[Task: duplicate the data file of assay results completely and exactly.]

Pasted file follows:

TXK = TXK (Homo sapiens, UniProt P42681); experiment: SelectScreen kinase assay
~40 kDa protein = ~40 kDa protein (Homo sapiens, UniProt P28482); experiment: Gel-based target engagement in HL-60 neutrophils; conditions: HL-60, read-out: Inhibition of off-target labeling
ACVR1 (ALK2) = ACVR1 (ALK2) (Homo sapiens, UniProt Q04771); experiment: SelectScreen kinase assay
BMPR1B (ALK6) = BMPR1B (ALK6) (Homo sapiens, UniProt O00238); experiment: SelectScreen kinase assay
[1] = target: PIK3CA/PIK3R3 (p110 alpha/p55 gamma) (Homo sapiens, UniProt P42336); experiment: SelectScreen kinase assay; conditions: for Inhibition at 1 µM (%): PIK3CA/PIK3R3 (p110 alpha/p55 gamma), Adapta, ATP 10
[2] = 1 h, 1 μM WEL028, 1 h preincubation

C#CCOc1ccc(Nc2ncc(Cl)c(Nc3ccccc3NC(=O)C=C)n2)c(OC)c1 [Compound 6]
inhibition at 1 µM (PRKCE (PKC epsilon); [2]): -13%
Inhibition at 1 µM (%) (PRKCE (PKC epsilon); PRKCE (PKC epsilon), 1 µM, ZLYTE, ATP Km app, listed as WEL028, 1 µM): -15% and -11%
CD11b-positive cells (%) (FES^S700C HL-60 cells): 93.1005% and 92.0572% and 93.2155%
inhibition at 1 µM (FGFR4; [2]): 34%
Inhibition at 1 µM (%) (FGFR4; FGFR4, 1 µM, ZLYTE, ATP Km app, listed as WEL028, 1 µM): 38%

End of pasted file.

TXK = TXK (Homo sapiens, UniProt P42681); experiment: SelectScreen kinase assay
~40 kDa protein = ~40 kDa protein (Homo sapiens, UniProt P28482); experiment: Gel-based target engagement in HL-60 neutrophils; conditions: HL-60, read-out: Inhibition of off-target labeling
ACVR1 (ALK2) = ACVR1 (ALK2) (Homo sapiens, UniProt Q04771); experiment: SelectScreen kinase assay
BMPR1B (ALK6) = BMPR1B (ALK6) (Homo sapiens, UniProt O00238); experiment: SelectScreen kinase assay
[1] = target: PIK3CA/PIK3R3 (p110 alpha/p55 gamma) (Homo sapiens, UniProt P42336); experiment: SelectScreen kinase assay; conditions: for Inhibition at 1 µM (%): PIK3CA/PIK3R3 (p110 alpha/p55 gamma), Adapta, ATP 10
[2] = 1 h, 1 μM WEL028, 1 h preincubation

C#CCOc1ccc(Nc2ncc(Cl)c(Nc3ccccc3NC(=O)C=C)n2)c(OC)c1 [Compound 6]
inhibition at 1 µM (PRKCE (PKC epsilon); [2]): -13%
Inhibition at 1 µM (%) (PRKCE (PKC epsilon); PRKCE (PKC epsilon), 1 µM, ZLYTE, ATP Km app, listed as WEL028, 1 µM): -15% and -11%
CD11b-positive cells (%) (FES^S700C HL-60 cells): 93.1005% and 92.0572% and 93.2155%
inhibition at 1 µM (FGFR4; [2]): 34%
Inhibition at 1 µM (%) (FGFR4; FGFR4, 1 µM, ZLYTE, ATP Km app, listed as WEL028, 1 µM): 38%